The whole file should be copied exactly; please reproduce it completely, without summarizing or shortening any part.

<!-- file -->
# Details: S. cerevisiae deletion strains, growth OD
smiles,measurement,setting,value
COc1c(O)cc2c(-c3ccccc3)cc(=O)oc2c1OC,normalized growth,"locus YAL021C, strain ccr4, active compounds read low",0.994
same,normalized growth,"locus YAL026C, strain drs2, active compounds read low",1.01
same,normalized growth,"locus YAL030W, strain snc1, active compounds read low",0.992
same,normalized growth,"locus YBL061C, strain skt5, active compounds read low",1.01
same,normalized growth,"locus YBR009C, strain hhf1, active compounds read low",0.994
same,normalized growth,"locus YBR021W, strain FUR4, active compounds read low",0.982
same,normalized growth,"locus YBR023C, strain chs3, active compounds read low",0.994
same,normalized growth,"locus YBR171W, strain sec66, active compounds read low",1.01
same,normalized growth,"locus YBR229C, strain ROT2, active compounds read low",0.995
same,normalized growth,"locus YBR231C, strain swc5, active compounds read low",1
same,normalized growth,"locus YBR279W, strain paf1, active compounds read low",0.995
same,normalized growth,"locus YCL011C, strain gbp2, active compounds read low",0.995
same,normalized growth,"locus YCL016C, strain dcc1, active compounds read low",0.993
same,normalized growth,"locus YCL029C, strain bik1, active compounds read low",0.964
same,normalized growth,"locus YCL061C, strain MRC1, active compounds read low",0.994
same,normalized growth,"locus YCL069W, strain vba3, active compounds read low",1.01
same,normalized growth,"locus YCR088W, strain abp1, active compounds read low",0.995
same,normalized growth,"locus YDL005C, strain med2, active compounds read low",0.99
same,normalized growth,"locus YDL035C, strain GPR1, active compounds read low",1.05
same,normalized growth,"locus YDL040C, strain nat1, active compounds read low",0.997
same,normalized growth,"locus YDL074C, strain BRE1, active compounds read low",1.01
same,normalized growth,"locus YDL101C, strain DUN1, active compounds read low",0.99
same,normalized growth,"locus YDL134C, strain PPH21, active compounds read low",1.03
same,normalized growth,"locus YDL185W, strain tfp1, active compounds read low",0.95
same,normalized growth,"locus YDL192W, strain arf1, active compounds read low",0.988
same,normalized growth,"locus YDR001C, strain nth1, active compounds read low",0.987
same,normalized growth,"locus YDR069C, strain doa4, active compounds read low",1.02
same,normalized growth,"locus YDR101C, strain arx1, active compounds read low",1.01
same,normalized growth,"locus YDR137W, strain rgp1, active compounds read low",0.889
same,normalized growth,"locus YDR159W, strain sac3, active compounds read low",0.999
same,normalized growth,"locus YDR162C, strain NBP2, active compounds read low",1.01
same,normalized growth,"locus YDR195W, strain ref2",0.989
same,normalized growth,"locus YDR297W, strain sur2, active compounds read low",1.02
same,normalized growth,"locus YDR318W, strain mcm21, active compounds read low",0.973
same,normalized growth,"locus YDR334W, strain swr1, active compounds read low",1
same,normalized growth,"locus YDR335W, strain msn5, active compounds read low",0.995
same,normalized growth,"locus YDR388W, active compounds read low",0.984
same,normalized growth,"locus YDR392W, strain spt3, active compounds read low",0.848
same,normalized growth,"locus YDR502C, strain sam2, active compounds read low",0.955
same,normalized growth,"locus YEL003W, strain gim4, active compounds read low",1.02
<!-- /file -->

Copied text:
# Details: S. cerevisiae deletion strains, growth OD
smiles,measurement,setting,value
COc1c(O)cc2c(-c3ccccc3)cc(=O)oc2c1OC,normalized growth,"locus YAL021C, strain ccr4, active compounds read low",0.994
same,normalized growth,"locus YAL026C, strain drs2, active compounds read low",1.01
same,normalized growth,"locus YAL030W, strain snc1, active compounds read low",0.992
same,normalized growth,"locus YBL061C, strain skt5, active compounds read low",1.01
same,normalized growth,"locus YBR009C, strain hhf1, active compounds read low",0.994
same,normalized growth,"locus YBR021W, strain FUR4, active compounds read low",0.982
same,normalized growth,"locus YBR023C, strain chs3, active compounds read low",0.994
same,normalized growth,"locus YBR171W, strain sec66, active compounds read low",1.01
same,normalized growth,"locus YBR229C, strain ROT2, active compounds read low",0.995
same,normalized growth,"locus YBR231C, strain swc5, active compounds read low",1
same,normalized growth,"locus YBR279W, strain paf1, active compounds read low",0.995
same,normalized growth,"locus YCL011C, strain gbp2, active compounds read low",0.995
same,normalized growth,"locus YCL016C, strain dcc1, active compounds read low",0.993
same,normalized growth,"locus YCL029C, strain bik1, active compounds read low",0.964
same,normalized growth,"locus YCL061C, strain MRC1, active compounds read low",0.994
same,normalized growth,"locus YCL069W, strain vba3, active compounds read low",1.01
same,normalized growth,"locus YCR088W, strain abp1, active compounds read low",0.995
same,normalized growth,"locus YDL005C, strain med2, active compounds read low",0.99
same,normalized growth,"locus YDL035C, strain GPR1, active compounds read low",1.05
same,normalized growth,"locus YDL040C, strain nat1, active compounds read low",0.997
same,normalized growth,"locus YDL074C, strain BRE1, active compounds read low",1.01
same,normalized growth,"locus YDL101C, strain DUN1, active compounds read low",0.99
same,normalized growth,"locus YDL134C, strain PPH21, active compounds read low",1.03
same,normalized growth,"locus YDL185W, strain tfp1, active compounds read low",0.95
same,normalized growth,"locus YDL192W, strain arf1, active compounds read low",0.988
same,normalized growth,"locus YDR001C, strain nth1, active compounds read low",0.987
same,normalized growth,"locus YDR069C, strain doa4, active compounds read low",1.02
same,normalized growth,"locus YDR101C, strain arx1, active compounds read low",1.01
same,normalized growth,"locus YDR137W, strain rgp1, active compounds read low",0.889
same,normalized growth,"locus YDR159W, strain sac3, active compounds read low",0.999
same,normalized growth,"locus YDR162C, strain NBP2, active compounds read low",1.01
same,normalized growth,"locus YDR195W, strain ref2",0.989
same,normalized growth,"locus YDR297W, strain sur2, active compounds read low",1.02
same,normalized growth,"locus YDR318W, strain mcm21, active compounds read low",0.973
same,normalized growth,"locus YDR334W, strain swr1, active compounds read low",1
same,normalized growth,"locus YDR335W, strain msn5, active compounds read low",0.995
same,normalized growth,"locus YDR388W, active compounds read low",0.984
same,normalized growth,"locus YDR392W, strain spt3, active compounds read low",0.848
same,normalized growth,"locus YDR502C, strain sam2, active compounds read low",0.955
same,normalized growth,"locus YEL003W, strain gim4, active compounds read low",1.02